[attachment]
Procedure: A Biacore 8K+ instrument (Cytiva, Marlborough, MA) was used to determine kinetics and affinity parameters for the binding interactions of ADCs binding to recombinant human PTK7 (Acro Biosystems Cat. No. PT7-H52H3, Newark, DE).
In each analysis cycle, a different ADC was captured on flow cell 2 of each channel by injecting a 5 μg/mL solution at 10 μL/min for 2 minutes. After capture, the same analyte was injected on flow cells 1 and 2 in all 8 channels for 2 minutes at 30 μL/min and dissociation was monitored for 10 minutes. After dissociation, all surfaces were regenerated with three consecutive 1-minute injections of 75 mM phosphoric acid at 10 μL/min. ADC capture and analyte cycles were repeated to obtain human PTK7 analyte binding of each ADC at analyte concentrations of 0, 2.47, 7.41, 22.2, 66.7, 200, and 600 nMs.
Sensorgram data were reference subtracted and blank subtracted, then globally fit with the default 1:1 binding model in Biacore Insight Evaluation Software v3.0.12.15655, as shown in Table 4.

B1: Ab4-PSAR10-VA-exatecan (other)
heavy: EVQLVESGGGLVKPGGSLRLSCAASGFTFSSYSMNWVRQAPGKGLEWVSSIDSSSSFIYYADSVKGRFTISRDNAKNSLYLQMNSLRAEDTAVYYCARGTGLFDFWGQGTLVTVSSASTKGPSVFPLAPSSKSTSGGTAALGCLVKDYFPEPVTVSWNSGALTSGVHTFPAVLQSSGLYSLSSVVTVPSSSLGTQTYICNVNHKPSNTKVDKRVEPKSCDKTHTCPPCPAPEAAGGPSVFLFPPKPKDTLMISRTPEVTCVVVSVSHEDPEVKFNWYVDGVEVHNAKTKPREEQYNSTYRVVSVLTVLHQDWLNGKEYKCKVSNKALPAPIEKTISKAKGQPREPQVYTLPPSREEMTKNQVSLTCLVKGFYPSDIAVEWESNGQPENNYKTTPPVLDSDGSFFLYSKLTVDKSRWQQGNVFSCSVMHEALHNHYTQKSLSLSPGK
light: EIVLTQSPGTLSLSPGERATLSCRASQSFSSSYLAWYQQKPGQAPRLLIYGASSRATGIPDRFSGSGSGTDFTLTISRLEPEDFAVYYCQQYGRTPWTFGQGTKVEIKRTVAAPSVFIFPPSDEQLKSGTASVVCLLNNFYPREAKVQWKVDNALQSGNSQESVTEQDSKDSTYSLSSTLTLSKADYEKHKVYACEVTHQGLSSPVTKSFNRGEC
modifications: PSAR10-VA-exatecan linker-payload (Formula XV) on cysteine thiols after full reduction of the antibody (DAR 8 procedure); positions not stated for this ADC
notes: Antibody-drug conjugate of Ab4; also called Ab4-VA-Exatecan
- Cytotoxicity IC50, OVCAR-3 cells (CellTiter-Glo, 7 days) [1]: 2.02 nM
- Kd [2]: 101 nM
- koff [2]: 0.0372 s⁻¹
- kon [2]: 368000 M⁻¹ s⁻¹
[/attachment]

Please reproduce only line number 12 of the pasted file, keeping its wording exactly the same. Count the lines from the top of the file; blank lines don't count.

- kon [2]: 368000 M⁻¹ s⁻¹